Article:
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5 Low-Budget Horror Movies You Should Watch Alone in the Dark

Their budgets might not have been big, but the impressions they leave sure are.

A little-known gem, filmed on location in one of the creepiest places in America.

When you think of low-budget horror, films like Paranormal Activity and Blair Witch Project probably pop into your mind. While these films certainly were produced on a budget, they managed to make a big splash in theaters.

The following are also low-budget horror flicks, but they might not be ones that you've heard of until now. While they didn't make a huge dent in Hollywood, these films offer more than just your average jump scare.

Don't believe me? Why not put one on when you're home alone at night?

1. Grave Encounters

What starts off as a superb spoof on shows like Ghost Adventures turns terrifying in Grave Encounters. This Canadian found-footage horror film follows the crew of a ghost hunting show whose cast and crew disappeared in 2003. Their footage is found in 2010 and details how their final investigation at Collingwood Psychiatric Hospital led to their disappearances.

The pacing of the movie is steady, building tension as the plot unfolds. There are jump scares, but they aren't obnoxious or unwarranted. And the ending? It will leave you wondering if you should watch Grave Encounters 2. (Hint: Don't. They ruined a good thing with tropes and a sloppy script.)

2. Seething

Here's another found-footage horror film for you to try. Seething is a foray by the Irish film-making group The Mohinders into the found-footage horror sub-genre. In this film, a group of roommates find themselves the subjects of a stalker. One of the guys, Gary, keeps finding little pieces of ripped paper with drawings on them and believes that the man on the balcony he saw is the one stalking them, then throws the paper out the window, creating a lovely cinematic effect.

As the days continue on, it becomes obvious that Gary is the intended target of the stalker. This drives Gary to become seemingly an entirely different person, showing subtle psychological shifts over time.

While this film is definitely low-budget and could have used slightly more creative editing, it focuses on developing its plot and characters in a way that is meant to mentally unsettle the viewer.

3. The Conspiracy

Who doesn't love a good conspiracy? Don't worry, you won't have to break out your tinfoil hat for this one (but you can if it will make you feel safer). The Conspiracy isn't strictly horror, but its premise is pretty horrifying.

Filmmaker friends Aaron and Jim are delving into the dangerous realm of conspiracy theories when one of their interviewees goes missing. Jim becomes engrossed in trying to find him while family-man Aaron takes a more cautious approach. In order to find out the truth, the men have to sneak into the ultra-secretive Tarus Club, an organization for the world's elite that pays homage to the Roman god Mithras (who is similar to Jesus Christ and predates the Bible by about 2,000 years) and participate in a terrifying ritual.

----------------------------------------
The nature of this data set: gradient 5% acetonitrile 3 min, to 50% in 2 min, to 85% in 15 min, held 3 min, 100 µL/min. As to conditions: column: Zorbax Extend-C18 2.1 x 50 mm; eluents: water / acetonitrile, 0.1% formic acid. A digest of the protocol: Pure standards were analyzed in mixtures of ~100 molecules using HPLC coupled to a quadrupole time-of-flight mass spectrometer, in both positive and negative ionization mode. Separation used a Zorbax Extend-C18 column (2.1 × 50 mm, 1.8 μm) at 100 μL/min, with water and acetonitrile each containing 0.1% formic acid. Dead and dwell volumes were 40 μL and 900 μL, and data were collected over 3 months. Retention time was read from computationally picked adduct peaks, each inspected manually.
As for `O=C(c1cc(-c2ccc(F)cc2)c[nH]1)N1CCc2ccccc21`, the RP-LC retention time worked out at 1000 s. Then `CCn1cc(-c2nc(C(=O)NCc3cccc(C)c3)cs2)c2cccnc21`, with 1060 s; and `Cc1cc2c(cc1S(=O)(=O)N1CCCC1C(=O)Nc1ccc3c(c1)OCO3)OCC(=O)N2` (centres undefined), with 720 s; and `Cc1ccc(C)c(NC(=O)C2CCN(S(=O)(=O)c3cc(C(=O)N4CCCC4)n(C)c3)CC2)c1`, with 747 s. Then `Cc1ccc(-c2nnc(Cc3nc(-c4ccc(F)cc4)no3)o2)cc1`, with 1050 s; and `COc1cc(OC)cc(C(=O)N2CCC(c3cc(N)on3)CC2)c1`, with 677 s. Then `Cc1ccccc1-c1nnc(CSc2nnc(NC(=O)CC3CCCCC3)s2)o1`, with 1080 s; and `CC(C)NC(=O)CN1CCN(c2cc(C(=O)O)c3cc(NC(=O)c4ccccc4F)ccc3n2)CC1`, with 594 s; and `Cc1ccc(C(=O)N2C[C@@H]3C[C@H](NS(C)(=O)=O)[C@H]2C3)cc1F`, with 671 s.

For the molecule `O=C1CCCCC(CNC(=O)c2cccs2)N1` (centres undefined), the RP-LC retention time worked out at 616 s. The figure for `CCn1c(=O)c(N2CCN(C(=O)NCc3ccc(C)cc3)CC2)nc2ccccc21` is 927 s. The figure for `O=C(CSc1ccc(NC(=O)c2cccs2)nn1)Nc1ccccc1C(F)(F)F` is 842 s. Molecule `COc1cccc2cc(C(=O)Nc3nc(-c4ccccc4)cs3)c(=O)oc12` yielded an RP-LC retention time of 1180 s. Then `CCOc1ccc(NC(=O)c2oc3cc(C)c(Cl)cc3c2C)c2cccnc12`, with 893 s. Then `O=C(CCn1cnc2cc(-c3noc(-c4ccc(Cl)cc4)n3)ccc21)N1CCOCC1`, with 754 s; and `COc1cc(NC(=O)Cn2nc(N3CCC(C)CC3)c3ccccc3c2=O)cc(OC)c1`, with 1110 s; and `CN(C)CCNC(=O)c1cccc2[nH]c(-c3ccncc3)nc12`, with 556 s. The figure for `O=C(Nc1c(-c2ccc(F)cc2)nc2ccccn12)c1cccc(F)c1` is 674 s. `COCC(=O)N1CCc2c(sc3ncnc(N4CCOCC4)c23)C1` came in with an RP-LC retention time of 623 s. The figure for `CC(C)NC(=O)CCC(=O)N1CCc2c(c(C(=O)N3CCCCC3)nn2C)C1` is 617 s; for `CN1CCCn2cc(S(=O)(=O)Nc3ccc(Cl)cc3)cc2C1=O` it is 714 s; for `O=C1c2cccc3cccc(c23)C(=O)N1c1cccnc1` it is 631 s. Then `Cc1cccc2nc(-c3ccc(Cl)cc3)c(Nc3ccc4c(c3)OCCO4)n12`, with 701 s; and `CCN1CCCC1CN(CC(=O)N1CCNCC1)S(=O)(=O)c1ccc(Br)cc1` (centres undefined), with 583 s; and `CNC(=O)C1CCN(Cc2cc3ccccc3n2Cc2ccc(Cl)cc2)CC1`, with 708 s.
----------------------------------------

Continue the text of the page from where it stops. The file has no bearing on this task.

The most unsettling thing about this film is how closely it mimics real conspiracy theories. And, let's face it, some of those "theories" might be more fact than fiction. Sometimes, reality is the scariest thing of all.

4. The Taking of Deborah Logan

PhD candidate Mia (played by Michelle Ang) is filming her doctoral thesis, which centers around the steady cognitive and physiological demise of an older woman named Deborah Logan. Deborah's daughter Sarah serves as her caretaker and participates in the filming. 

What makes this movie so brilliantly scary is its ending. It is composed of a startling juxtaposition that leads the audience to believe the contrary of what is being spoken by a journalist reporting on the event involving Deborah.

This movie doesn't rely on jump scares to frighten you. The realistic tone is enough to psychologically rattle you.

5. Session 9

Imagine this: You're part of a hazmat crew working to clean out an abandoned mental institution. You come across a series of old tapes documenting a doctor's interviews with a patient with dissociative identity disorder. As time goes on, the sanity of the entire team seemingly starts to slip. Someone goes AWOL. The job seems fruitless. The stress is on you to be the sole provider for your family, so if you don't complete the job...

That's how Session 9 plays out. The atmosphere is grim and unsteady, the plot slow but threatening as tension mounts. Viewers see cracks in the surface of each character as the movie rolls on. And the ending? It will leave you needing to re-watch the film so you can figure out what the hell just happened and why.

Also, David Caruso treats the audience to the best one-liner ever uttered in film. That alone is reason enough to watch.

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Jen Chichester
Jen Chichester

Jen Chichester is a misfit toy who enjoys learning, reading, and writing about anything oddball, eccentric, eclectic, mysterious, mystic, mythical, magical, and macabre. She has published a few poetry books and has more in the works!

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5 Low-Budget Horror Movies You Should Watch Alone in the Dark
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